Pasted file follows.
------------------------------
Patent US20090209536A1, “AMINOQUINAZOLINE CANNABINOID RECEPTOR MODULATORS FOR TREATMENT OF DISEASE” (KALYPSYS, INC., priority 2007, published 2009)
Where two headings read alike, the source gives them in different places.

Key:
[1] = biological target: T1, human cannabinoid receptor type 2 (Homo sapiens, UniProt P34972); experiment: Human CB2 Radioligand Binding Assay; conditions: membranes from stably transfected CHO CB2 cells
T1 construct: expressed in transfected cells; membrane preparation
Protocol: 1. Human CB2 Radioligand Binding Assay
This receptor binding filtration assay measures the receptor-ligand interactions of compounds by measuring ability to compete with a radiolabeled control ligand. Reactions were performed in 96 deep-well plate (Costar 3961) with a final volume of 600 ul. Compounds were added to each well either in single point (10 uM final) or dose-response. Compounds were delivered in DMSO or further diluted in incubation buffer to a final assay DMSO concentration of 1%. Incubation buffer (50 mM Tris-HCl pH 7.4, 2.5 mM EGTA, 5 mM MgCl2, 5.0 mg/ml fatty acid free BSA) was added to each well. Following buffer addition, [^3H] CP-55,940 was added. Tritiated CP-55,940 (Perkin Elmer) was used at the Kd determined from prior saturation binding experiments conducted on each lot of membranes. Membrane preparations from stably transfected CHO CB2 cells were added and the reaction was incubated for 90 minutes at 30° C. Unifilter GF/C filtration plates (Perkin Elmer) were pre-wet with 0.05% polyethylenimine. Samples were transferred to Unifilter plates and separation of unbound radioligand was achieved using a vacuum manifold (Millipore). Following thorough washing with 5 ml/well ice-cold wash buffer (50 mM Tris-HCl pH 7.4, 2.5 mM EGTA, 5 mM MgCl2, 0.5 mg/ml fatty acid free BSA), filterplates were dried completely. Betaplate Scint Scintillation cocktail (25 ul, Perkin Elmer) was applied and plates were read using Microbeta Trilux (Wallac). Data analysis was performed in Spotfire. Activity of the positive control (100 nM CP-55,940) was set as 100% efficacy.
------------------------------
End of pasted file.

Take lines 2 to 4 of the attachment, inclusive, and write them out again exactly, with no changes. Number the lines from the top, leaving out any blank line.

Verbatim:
Where two headings read alike, the source gives them in different places.

Key:
[1] = biological target: T1, human cannabinoid receptor type 2 (Homo sapiens, UniProt P34972); experiment: Human CB2 Radioligand Binding Assay; conditions: membranes from stably transfected CHO CB2 cells